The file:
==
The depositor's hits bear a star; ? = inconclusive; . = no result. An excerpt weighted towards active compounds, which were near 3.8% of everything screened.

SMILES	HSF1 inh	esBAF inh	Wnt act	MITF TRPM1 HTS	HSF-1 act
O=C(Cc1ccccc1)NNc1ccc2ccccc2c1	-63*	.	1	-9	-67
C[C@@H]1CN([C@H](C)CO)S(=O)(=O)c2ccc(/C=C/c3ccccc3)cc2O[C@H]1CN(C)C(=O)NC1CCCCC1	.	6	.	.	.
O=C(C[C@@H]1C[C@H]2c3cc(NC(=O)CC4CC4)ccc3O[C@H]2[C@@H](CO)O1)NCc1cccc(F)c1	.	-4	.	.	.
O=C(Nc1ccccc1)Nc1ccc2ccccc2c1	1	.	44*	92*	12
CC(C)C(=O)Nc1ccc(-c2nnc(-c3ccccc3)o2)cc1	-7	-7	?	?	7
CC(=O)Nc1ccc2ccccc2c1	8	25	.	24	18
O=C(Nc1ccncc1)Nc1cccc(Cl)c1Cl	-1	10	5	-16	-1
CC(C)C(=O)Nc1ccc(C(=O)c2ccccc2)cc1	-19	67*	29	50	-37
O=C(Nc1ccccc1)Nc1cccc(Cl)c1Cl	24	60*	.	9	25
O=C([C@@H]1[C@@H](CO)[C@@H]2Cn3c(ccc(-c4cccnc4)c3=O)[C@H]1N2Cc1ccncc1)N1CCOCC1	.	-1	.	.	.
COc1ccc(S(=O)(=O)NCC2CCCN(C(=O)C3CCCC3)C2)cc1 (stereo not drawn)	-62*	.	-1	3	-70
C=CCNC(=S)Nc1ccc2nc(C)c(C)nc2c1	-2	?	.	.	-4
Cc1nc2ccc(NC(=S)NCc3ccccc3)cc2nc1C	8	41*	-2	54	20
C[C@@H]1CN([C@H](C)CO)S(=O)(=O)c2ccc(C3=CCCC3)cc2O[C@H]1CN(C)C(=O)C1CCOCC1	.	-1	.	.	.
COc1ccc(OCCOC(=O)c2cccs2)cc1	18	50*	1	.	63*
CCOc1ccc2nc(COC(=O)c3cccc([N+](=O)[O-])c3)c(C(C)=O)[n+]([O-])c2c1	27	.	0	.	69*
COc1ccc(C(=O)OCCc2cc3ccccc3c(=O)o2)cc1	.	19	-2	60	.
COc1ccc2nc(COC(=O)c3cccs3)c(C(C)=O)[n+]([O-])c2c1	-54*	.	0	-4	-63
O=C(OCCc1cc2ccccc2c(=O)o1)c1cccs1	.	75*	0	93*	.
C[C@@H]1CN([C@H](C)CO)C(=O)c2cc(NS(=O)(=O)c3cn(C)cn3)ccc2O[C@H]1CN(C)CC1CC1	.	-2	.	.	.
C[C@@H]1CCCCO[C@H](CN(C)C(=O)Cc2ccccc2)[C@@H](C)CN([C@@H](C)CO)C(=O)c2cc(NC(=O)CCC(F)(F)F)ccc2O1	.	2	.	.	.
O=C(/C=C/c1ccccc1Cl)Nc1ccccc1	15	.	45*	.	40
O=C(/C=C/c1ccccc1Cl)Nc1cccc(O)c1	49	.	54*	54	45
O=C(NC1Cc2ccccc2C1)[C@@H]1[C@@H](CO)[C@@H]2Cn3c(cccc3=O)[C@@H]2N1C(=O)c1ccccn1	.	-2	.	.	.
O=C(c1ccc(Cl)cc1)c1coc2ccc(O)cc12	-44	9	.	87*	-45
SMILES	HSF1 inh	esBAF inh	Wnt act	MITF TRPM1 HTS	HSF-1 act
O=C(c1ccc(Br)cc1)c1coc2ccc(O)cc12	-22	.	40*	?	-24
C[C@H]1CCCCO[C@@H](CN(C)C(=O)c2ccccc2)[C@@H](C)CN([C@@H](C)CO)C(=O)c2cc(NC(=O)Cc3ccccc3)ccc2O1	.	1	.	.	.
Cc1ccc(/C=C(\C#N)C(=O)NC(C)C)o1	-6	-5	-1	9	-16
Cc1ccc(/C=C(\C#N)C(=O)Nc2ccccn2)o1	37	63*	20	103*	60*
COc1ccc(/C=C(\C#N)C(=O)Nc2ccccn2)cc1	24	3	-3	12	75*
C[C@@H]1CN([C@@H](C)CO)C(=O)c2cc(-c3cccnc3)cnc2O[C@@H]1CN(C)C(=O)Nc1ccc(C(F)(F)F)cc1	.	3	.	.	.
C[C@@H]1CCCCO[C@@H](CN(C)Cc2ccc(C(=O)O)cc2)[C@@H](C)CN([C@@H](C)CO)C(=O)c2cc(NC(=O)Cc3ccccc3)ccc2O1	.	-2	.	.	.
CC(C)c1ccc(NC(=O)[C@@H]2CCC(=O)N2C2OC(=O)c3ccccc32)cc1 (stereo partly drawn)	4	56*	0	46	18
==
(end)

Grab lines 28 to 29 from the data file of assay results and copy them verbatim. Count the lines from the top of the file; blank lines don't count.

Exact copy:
SMILES	HSF1 inh	esBAF inh	Wnt act	MITF TRPM1 HTS	HSF-1 act
O=C(c1ccc(Br)cc1)c1coc2ccc(O)cc12	-22	.	40*	?	-24